Wednesday, April 25, 2012
Wreck and Reference - No Youth
Various depictions of the future in fictional mediums emphasize the irrelevance of boundaries. Whether the separations be geographically, ethnically, or linguistically, they become moot as cultures develop and merge together. In that same way, Wreck and Reference embody a logical amalgamation of numerous emotions, styles, moods, and structures throughout their latest release No Youth.
The California based band encompasses a distinct electronic sound that's grounded in organic drums and a slew of different vocal attacks that make those that are unfamiliar to the electronic effects/instrumentation comfortable yet curious. The droning "Spectrum" introduces the listener perfectly as its slow and narrow beginning opens up to a vista like display of exploding drums and subtle developments in melody. "Nausea" might be my favorite track on the album as the soothing ambiance breaks way to a comprehensible blast beat and ethereal crooning vocals that carry a blissful feeling. The coin is flipped once again as "The Solstitial" becomes a noisy outburst of vicious vocals and searing effects. I feared the band would endlessly rotate styles and sounds, becoming unrecognizable by the end, but this was fortunately untrue as the band retains a distinct sound that only takes a few songs to fully recognize. I don't surprise myself by saying "Nausea" and "Obedience" are my favorite tracks, mostly because of their tangible melodies that fight through the weave of harsh elements and contrasting effects.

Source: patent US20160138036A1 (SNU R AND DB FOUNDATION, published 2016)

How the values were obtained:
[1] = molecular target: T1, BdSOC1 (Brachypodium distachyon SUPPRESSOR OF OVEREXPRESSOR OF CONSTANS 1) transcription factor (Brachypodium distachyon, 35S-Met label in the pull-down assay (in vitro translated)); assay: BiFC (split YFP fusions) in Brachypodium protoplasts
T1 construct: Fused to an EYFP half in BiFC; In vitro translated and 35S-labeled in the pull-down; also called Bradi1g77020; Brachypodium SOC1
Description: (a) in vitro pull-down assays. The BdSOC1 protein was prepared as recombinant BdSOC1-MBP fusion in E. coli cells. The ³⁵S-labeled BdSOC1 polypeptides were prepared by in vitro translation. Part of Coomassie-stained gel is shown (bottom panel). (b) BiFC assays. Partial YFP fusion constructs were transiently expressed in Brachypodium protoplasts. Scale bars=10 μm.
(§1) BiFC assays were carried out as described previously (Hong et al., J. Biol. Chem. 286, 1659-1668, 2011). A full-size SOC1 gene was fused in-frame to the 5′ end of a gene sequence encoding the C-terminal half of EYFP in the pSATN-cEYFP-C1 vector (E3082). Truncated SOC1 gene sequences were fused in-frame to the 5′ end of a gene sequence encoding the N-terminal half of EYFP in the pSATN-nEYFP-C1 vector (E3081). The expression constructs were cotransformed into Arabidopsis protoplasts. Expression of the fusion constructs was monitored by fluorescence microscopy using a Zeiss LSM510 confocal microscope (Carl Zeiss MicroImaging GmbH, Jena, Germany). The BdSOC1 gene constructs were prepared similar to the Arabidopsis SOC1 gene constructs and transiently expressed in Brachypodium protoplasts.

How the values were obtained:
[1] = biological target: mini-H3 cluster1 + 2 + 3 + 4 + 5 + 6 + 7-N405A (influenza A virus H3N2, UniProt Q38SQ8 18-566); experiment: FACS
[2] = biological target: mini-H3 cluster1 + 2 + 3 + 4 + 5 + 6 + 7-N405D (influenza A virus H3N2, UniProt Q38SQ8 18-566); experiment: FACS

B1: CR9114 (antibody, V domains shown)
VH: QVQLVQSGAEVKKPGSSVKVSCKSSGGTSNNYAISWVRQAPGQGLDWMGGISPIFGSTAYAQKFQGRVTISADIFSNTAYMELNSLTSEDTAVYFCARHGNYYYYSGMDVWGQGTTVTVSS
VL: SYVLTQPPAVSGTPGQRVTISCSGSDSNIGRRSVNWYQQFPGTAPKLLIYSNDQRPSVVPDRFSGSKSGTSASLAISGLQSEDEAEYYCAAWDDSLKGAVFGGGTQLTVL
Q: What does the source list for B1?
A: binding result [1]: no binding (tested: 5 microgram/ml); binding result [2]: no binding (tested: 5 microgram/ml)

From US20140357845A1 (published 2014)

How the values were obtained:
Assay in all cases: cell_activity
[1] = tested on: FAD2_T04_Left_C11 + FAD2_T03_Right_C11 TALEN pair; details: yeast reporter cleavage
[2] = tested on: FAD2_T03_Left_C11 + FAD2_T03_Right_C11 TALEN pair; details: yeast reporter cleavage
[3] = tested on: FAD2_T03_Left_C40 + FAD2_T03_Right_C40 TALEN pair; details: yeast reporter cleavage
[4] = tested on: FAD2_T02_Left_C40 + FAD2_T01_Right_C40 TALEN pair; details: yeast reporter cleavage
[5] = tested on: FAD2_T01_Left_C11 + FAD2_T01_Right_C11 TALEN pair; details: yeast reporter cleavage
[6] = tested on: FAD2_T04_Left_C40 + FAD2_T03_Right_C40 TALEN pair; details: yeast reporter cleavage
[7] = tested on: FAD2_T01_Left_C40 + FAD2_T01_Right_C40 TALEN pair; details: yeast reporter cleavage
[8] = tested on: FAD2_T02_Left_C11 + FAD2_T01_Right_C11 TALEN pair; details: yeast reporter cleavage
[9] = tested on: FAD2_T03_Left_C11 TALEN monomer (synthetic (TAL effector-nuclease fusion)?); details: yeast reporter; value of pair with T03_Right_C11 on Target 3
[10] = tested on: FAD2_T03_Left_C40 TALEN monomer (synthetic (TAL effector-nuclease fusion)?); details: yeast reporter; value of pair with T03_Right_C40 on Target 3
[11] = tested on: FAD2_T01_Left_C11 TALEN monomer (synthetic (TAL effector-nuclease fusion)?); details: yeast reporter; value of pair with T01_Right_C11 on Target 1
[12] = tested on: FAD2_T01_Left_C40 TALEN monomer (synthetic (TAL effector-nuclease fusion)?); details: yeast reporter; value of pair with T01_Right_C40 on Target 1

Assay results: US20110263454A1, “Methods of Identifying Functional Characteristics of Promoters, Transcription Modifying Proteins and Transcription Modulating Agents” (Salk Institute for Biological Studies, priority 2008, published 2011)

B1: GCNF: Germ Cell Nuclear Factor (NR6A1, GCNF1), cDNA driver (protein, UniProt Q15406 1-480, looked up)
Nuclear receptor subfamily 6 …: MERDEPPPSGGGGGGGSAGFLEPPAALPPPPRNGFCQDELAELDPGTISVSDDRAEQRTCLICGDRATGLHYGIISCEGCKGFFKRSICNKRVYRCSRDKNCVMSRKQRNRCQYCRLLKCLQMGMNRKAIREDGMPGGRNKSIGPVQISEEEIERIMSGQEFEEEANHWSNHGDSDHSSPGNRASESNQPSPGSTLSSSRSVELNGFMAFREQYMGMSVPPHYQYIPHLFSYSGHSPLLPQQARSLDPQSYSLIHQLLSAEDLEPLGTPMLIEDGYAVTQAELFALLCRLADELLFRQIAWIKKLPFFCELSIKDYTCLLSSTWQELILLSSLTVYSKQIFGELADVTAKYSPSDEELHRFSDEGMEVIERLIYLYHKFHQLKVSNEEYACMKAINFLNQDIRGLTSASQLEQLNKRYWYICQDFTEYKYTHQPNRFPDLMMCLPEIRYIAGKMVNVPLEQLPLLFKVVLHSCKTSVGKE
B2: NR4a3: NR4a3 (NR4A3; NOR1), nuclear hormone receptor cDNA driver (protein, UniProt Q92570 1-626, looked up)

Reminiscent of the line Swans have drawn throughout their career between painful and blissful, Wreck and Reference provoke numerous comparisons, all of which befitting and flattering, but none of which are substantial enough to explain the simply enjoyable yet complex sound they possess.
Available for pay what you want on their Bandcamp, as well as a full stream below.